These are 5 tactics I rely on when I get bored, lost, or stuck in the middle of a book. They’re each useful at at different times and in different situations, but these tactics made the list because I return to them time after time.
Perhaps you have already felt bored, stuck, lost, or at a complete dead-end when you’re working on your book.
This is a signal that you’ve reached the soggy middle.
This is the other secret that real artists know and wannabe writers don’t. When we sit down each day and do our work, power concentrates around us. The Muse takes note of our dedication. She approves. We have earned favor in her sight. When we sit down and work, we become like a magnetized rod that attracts iron filings. Ideas come. Insights accrete.
Tonight is noteworthy because this is the 200th blog post that I’ve published here on MGHerron.com!
A little history will help provide perspective.
I registered this domain and launched the website in December 2013, shortly after I settled on a pen name and began to write and publish fiction seriously. That’s almost four years ago now.
Looking back at the early posts, you can tell what my goal was setting out. It was all about writing and getting published. There was still a lot I didn’t know, but if nothing else at least that much is clear.
As I’ve published a dozen stories, 3 novels, and a nonfiction book since then, looking back at the beginning is surreal, almost like I’m looking into someone else’s past life instead of my own.
I’ve run personal blogs on and off for a decade before this one, publishing articles and stories and links and quotes and conspiracy theories and code snippets and other various things I was interested in at the time.
But none of those blogs had any staying power. They were all attempts to find myself in some way. Those projects taught me different aspects of writing and critical reasoning and creative collaboration and website management and HTML/CSS and other important skills. Eventually, though, I grew bored or restless of each and moved on to something else.
The biggest downfall of all those previous attempts was that they all lacked direction. This blog, for any failings it might suffer, at least knows what it’s about: my journey as a writer and everything that entails.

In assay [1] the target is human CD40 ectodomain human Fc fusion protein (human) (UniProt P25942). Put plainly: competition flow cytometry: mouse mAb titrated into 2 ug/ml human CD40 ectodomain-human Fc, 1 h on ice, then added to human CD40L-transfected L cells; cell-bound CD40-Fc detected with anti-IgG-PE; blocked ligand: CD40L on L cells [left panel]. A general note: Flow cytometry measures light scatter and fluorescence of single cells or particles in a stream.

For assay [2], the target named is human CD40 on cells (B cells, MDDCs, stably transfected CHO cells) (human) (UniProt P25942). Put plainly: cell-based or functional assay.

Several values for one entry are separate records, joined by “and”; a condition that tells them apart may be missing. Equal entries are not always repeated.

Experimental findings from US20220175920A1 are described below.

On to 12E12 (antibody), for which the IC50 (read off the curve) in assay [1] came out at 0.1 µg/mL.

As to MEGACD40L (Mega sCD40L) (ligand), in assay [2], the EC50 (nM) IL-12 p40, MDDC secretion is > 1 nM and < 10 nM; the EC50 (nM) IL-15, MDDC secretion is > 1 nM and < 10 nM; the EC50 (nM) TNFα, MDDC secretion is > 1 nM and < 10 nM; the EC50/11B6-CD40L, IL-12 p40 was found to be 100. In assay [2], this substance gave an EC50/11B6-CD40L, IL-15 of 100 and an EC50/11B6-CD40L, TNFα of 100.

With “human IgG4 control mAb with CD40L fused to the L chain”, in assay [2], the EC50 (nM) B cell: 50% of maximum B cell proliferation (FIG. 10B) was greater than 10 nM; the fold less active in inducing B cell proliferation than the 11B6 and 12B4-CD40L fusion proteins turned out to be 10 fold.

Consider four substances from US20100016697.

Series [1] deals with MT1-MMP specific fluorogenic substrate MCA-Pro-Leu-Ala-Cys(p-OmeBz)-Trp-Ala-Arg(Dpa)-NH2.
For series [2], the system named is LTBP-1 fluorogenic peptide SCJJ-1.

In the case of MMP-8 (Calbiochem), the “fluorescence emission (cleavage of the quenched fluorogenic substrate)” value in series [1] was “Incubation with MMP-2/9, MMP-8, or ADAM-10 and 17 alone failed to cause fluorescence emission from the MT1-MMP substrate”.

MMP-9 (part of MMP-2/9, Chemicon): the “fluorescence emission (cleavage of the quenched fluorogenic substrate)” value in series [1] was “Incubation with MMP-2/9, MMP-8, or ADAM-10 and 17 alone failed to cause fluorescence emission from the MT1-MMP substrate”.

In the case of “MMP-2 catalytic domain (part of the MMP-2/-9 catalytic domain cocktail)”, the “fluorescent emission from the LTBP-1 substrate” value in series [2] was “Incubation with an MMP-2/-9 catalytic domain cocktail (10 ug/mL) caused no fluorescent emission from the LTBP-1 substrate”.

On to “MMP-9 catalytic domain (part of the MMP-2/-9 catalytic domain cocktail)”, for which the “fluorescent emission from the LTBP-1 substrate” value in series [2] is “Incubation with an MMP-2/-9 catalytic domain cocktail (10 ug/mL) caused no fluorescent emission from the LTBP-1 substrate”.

My journey, told in my own voice. After four years, I finally feel like I’ve embraced that. That’s liberating in its own way.
So 200 posts is a milestone I’m glad to have reached. I’m grateful to be able to look back and see that I’m a different person than I was then, that I’ve grown, and that I’ve got a few books on the shelf and many hundreds of thousands of words under my belt.
I wonder where I’ll be four years from now…?
Well, there’s no reason to rush it. If you’re not diligent, you blink and life rushes by.
I’m just going to continue being present here, trying to squeeze the most of each day, and be a better writer this year than I was the last.
I’m in a weird place with the current draft of Translocator 3 — right at the end of the first act, just over 20,000 words written so far, and trying to get everything into its proper place for the setup before I move on into the middle of the novel.
As a result of a few mistakes I made while writing what I’ve got on the page so far, I had to go back to the beginning and read through twice as I cleaned some things up and made necessary changes. I changed the role/title of a character. I altered the timeline so that everything lined up better. I fixed a few inconsistencies in plot elements that I had forgotten (*facepalm*) in the months since I finished The Alien Element.
All this is to say that while I’ve only got 20k words on the page, I’ve written more like 30k or maybe 35k if you count all my notes, cuts, and revisions.
But as usual, it was necessary and good work, and I’m glad I took the time to do it. The story is better off for it.
Some writers call this “cycling”, where you jump back a ways and clean up the story as you read through it for a second (or third, or fourth) time. Once you hit “white space” (where you left off), you’ve got the fresh memory and momentum to carry on.